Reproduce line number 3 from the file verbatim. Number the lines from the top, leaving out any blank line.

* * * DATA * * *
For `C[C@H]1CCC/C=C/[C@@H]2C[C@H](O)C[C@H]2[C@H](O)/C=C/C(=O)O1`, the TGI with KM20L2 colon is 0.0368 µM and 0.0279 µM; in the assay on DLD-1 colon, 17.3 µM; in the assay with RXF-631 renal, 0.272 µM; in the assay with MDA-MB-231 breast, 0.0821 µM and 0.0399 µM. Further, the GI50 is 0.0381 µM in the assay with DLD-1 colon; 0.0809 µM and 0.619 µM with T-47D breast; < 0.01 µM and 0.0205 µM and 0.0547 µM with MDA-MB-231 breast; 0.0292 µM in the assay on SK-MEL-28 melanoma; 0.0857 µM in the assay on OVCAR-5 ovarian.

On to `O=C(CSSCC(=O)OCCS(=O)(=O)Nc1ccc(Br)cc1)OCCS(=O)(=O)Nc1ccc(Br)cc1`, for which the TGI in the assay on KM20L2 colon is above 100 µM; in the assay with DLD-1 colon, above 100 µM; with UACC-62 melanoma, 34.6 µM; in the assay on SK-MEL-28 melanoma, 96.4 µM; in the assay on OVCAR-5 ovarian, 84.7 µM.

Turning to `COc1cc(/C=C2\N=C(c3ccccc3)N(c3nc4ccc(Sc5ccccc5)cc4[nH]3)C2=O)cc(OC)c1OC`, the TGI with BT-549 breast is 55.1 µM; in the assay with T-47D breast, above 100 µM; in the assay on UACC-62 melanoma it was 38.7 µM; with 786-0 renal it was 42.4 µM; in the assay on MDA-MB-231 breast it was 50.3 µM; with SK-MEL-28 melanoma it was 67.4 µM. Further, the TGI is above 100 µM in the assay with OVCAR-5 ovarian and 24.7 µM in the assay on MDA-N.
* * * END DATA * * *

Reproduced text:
Turning to `COc1cc(/C=C2\N=C(c3ccccc3)N(c3nc4ccc(Sc5ccccc5)cc4[nH]3)C2=O)cc(OC)c1OC`, the TGI with BT-549 breast is 55.1 µM; in the assay with T-47D breast, above 100 µM; in the assay on UACC-62 melanoma it was 38.7 µM; with 786-0 renal it was 42.4 µM; in the assay on MDA-MB-231 breast it was 50.3 µM; with SK-MEL-28 melanoma it was 67.4 µM. Further, the TGI is above 100 µM in the assay with OVCAR-5 ovarian and 24.7 µM in the assay on MDA-N.